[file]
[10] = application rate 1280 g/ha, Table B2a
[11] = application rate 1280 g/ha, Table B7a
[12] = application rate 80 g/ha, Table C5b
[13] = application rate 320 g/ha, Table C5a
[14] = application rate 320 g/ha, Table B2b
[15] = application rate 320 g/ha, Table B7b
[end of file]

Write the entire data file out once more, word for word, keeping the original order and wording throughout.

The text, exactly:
[10] = application rate 1280 g/ha, Table B2a
[11] = application rate 1280 g/ha, Table B7a
[12] = application rate 80 g/ha, Table C5b
[13] = application rate 320 g/ha, Table C5a
[14] = application rate 320 g/ha, Table B2b
[15] = application rate 320 g/ha, Table B7b